Thursday, August 04, 2005

A Washing Machine and an Argument


In WhirledView, Patricia Kushlis writes "Seeing Is Believing: Nixon, Khrushchev and the Magic of American Exhibits," a look at the 1959 American National Exhibition in Moscow and the limits of cultural and educational exchanges in public diplomacy. It was at this exhibition that then-Vice President Richard Nixon and Soviet Premier Nikita Khrushchev had their famous debate next to an American-built panel washing machine, but Kushlis and others cite the ANE as an example of what the U.S. was doing right in public diplomacy at that time: having Russian-speaking Americans make the U.S. case one on one:

This was the time when our small Embassy staff was largely confined inside Moscow’s outer ring road. But our exhibits traveled off the beaten path – to places like Ufa, Novosibirsk, Rostov, Tashkent, Baku and Kishinev (now Chisenau, Moldova). These exhibits about American life and American people made millions of American friends. They made friends because Soviets, for the first time, had the opportunity to meet Americans and see for themselves how we lived. On a personal level, Soviets and Americans often got along very well - even in the worst of times.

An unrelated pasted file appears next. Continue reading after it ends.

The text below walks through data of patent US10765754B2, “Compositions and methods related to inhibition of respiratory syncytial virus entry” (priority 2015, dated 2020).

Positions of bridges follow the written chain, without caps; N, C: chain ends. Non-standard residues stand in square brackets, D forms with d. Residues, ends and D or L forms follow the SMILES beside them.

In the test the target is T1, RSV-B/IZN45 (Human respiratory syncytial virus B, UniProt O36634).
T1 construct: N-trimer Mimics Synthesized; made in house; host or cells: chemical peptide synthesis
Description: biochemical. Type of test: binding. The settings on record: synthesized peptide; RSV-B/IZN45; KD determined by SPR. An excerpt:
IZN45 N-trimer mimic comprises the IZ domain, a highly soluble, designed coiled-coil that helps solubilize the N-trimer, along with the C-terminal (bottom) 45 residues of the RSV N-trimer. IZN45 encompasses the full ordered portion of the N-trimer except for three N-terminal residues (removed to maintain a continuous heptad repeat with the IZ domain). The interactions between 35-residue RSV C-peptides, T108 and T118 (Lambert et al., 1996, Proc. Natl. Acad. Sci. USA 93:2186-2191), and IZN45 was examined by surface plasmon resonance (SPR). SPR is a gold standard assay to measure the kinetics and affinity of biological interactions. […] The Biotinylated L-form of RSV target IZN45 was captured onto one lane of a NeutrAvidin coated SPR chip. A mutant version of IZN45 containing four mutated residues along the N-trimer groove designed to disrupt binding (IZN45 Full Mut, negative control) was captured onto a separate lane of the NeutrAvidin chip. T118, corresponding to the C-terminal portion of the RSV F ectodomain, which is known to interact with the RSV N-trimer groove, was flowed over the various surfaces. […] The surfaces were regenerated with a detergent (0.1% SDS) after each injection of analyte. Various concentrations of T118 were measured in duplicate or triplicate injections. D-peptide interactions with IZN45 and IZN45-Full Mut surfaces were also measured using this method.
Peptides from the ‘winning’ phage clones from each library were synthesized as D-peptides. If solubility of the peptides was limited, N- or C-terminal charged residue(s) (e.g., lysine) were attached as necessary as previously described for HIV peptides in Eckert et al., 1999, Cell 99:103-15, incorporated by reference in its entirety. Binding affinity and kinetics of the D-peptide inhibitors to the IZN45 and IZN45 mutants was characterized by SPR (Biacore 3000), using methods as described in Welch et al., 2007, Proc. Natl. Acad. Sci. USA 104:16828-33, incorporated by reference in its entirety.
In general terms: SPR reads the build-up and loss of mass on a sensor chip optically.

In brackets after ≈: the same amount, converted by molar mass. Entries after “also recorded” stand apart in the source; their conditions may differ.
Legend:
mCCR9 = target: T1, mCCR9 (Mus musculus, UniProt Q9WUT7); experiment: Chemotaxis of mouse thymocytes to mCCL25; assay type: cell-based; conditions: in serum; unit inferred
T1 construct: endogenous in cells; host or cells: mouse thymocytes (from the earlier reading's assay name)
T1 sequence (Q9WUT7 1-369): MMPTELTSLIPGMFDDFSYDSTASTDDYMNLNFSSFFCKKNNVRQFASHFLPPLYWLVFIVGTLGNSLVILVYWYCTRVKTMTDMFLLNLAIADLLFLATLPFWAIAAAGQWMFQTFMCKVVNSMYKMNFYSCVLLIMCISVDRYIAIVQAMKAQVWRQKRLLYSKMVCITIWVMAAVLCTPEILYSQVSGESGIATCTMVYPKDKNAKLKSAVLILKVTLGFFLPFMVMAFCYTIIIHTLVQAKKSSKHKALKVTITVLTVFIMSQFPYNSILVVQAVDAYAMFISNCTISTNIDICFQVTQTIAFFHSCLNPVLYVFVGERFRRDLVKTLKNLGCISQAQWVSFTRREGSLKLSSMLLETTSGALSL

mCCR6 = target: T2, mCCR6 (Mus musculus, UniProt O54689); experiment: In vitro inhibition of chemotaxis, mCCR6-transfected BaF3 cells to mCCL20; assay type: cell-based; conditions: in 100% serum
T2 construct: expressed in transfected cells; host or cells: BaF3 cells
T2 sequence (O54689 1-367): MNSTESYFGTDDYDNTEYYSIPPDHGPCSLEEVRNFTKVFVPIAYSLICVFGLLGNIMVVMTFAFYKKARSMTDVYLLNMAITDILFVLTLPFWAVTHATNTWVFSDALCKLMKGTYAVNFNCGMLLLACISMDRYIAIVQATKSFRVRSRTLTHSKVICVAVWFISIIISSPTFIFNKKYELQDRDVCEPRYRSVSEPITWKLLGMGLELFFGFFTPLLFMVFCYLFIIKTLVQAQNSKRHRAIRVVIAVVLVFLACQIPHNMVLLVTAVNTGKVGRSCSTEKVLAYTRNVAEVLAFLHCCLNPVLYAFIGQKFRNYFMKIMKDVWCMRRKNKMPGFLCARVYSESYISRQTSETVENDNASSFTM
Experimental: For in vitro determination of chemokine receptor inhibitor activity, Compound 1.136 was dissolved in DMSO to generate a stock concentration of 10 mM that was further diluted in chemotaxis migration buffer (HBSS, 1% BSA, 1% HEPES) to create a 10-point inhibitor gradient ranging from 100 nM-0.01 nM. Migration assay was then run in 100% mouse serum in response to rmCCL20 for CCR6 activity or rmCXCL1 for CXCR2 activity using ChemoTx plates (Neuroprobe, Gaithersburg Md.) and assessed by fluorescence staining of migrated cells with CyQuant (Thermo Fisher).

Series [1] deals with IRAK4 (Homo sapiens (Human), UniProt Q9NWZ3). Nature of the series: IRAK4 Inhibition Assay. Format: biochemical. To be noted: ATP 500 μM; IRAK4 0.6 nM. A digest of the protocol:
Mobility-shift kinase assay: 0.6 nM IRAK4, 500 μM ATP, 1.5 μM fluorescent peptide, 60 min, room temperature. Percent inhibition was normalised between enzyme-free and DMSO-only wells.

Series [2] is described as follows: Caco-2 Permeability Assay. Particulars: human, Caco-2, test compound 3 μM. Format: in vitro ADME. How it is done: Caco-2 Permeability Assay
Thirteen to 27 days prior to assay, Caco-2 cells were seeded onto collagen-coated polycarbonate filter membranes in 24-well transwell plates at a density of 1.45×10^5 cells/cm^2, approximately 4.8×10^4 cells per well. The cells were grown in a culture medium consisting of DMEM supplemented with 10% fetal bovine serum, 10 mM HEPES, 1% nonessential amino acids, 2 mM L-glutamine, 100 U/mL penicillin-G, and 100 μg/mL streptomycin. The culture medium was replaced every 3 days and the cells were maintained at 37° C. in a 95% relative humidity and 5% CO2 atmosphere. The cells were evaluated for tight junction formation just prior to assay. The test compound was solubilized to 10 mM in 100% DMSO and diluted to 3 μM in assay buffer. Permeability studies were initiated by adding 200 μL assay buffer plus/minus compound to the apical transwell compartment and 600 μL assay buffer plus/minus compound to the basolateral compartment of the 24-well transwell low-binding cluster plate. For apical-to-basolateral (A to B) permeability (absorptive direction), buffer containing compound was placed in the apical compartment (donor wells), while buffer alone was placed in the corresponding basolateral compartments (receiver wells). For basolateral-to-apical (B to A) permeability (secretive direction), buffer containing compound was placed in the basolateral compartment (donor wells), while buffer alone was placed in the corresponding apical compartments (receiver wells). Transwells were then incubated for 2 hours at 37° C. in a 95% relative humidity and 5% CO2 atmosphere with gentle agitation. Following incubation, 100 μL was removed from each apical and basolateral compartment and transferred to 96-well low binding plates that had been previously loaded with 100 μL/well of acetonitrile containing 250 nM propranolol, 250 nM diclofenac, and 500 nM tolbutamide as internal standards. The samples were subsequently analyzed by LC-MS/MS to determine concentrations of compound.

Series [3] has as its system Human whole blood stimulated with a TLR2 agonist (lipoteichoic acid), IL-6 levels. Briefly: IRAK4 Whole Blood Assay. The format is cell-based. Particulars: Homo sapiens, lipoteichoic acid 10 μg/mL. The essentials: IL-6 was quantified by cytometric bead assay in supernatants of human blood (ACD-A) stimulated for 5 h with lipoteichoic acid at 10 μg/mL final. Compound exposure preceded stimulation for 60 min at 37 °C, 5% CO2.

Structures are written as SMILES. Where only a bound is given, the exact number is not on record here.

Kushlis also recalls her time at U.S. Embassy Athens, where Ambassador Monteagle Sterns was determined to bring U.S. culture to town and host groups like the Alvin Ailey Dance Company despite anti-American sentiment and even the murder of a U.S. naval attaché.

She also warns that public diplomacy has its limits when real diplomacy—in the form of policies that other countries can't help but hate—is pulling in the other direction.

1 comment:

PHK said...

Paul: Thanks for highlighting this piece. Most appreciated.

Site Meter